Active Minds hosted the Send Silence Packing exhibit on Oct. 28 from 8 a.m. to 4 p.m. in the Sombrilla for destigmatizing mental health and bringing awareness to the issue of college suicide. The exhibit featured 1,100 backpacks donated from friends and family members of people lost to suicide. The backpacks represent the number of college students who die from suicide each year. Many backpacks included personal stories from the friends and family of those who were lost.

UTSA graduate student and president of Active Minds, Leonor Burmea, explained why the stories are so important to Active Mind’s mission to destigmatize mental health.

“I think that they’re important because it brings kind of a realness to the situation,” Burmea said. “This brings a bigger impact and a more personal side to [the issue].” Burmea also spoke about her personal connection to the event. “I am a survivor. About two years ago I tried to take my own life, but I had someone kind of reach out, and I got the help that I needed to basically save my life,” Burmea said. “So that’s why this exhibit especially is important to me, and then, of course, Active Minds just in general advocates for speaking out and letting people know it’s okay to not be okay.”

The exhibit is on tour, visiting colleges around the country, to bring suicide awareness nationwide. Emily Rose, tour coordinator for the Active Minds national nonprofit, explained why Active Minds uses the backpack display to bring awareness to suicide.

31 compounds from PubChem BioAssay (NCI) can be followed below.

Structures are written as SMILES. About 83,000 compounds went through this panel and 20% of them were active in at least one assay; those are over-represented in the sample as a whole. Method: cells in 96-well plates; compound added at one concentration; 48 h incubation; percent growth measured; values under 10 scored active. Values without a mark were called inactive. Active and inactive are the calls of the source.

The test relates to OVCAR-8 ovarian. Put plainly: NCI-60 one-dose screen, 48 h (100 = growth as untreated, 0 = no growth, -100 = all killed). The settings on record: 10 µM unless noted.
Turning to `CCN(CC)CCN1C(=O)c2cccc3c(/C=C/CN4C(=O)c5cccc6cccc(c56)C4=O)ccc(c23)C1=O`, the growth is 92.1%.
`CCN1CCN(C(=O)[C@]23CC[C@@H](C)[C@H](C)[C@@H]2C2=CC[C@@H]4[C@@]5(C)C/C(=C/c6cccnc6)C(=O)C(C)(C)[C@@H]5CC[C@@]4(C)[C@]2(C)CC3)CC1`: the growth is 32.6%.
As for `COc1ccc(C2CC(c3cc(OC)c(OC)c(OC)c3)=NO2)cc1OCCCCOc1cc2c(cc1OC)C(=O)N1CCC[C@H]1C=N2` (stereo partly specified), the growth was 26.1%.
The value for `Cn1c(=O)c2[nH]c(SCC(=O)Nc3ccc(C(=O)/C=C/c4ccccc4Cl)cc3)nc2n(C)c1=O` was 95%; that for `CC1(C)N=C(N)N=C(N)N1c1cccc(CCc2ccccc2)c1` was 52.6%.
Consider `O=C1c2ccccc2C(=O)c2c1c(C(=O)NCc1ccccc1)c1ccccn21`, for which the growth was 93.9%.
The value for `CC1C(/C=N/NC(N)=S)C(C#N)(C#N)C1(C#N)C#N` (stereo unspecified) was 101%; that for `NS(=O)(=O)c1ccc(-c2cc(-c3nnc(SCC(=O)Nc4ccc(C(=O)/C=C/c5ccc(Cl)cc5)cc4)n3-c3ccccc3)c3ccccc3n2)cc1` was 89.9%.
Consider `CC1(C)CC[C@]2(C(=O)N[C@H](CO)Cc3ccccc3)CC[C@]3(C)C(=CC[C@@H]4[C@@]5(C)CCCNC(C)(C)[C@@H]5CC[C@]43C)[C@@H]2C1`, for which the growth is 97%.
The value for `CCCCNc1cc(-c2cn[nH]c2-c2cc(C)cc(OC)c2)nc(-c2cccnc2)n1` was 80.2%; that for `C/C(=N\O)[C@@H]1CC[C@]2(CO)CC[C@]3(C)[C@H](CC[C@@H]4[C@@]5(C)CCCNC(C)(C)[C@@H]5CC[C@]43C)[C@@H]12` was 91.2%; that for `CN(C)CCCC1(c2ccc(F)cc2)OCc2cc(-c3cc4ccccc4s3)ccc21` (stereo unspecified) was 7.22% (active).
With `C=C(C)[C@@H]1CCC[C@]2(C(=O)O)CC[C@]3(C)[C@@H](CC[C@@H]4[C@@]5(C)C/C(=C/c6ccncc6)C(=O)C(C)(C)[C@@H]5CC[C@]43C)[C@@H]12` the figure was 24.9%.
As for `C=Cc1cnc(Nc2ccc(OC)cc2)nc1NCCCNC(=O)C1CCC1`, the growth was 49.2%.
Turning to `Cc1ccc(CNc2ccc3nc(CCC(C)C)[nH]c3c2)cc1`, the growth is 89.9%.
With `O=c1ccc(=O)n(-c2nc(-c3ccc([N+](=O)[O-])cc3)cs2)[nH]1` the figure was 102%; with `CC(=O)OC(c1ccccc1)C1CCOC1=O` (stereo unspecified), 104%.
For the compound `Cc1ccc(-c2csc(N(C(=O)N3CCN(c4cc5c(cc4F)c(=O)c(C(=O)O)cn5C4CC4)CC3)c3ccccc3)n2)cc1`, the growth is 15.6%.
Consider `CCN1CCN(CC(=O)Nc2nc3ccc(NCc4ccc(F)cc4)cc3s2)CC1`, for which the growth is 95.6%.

“It’s visually impactful; it humanizes the lives lost to suicide. A lot of statistics don’t really help people visualize that,” Rose said.

Active Minds partnered with UTSA Counseling Services, Student Affairs and Student Activities for the event. UTSA Counseling Services had their own table in the Sombrilla where students could come up to learn more about the resources Counseling Services offers to students. Melissa Hernandez, director of Counseling and Mental Health Services at UTSA, explained why Counseling Services decided to partner with Active Minds for the exhibit.

“Active Minds is a staunch advocate to reduce mental health stigma, and as the counseling center, we want to support any efforts to increase help-seeking on campus and to help direct students to appropriate resources and support for their mental and psychological well-being,” Hernandez said. “Events like this are important so that we can bring to the public awareness and consciousness of some of the issues that are going on in mental health and help encourage people to come forward and seek help when and if they need it.”

The Active Minds UTSA chapter hopes to make the exhibit a consistent event in the future, driven in part by the feedback its members have received from students. “I have heard a lot of people say it hits close to home. A lot of people share their personal stories and relation to suicide with us, and it’s always really compelling to hear real-life stories from our peers because that’s what makes it hit homes for so many reasons,” Plura said.

Sophomore kinesiology major and Active Minds digital media coordinator, Amanda Plura, described what she hopes the event does for students on campus.

“Long term, I hope that it inspires people to reach out for help, and it helps our goal at Active Minds to destigmatize mental illness. [We want to] make it known that it’s brave, and it shows strength to reach out for help instead of the stigma that it shows weakness,” Plura said. “I hope that it just brings awareness to eventually save lives on campus.”

If you or someone you know needs support, contact UTSA Counseling and Mental Health Services at 210-458-4140 or call the National Suicide Hotline at 1-800-273-8255.

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